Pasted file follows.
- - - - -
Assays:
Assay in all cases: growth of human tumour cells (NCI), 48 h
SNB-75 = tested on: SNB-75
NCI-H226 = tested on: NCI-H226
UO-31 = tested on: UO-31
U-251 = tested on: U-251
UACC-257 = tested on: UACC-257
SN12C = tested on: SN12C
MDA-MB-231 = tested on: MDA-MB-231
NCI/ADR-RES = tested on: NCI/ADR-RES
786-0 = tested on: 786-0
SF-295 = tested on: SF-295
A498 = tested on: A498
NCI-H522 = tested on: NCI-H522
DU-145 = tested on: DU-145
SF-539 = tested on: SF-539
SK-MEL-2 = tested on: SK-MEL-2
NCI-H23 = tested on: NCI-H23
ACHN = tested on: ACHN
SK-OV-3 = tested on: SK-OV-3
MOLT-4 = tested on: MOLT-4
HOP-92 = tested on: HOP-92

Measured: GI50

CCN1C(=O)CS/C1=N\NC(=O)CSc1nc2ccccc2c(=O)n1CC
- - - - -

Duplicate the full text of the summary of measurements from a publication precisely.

Assays:
Assay in all cases: growth of human tumour cells (NCI), 48 h
SNB-75 = tested on: SNB-75
NCI-H226 = tested on: NCI-H226
UO-31 = tested on: UO-31
U-251 = tested on: U-251
UACC-257 = tested on: UACC-257
SN12C = tested on: SN12C
MDA-MB-231 = tested on: MDA-MB-231
NCI/ADR-RES = tested on: NCI/ADR-RES
786-0 = tested on: 786-0
SF-295 = tested on: SF-295
A498 = tested on: A498
NCI-H522 = tested on: NCI-H522
DU-145 = tested on: DU-145
SF-539 = tested on: SF-539
SK-MEL-2 = tested on: SK-MEL-2
NCI-H23 = tested on: NCI-H23
ACHN = tested on: ACHN
SK-OV-3 = tested on: SK-OV-3
MOLT-4 = tested on: MOLT-4
HOP-92 = tested on: HOP-92

Measured: GI50

CCN1C(=O)CS/C1=N\NC(=O)CSc1nc2ccccc2c(=O)n1CC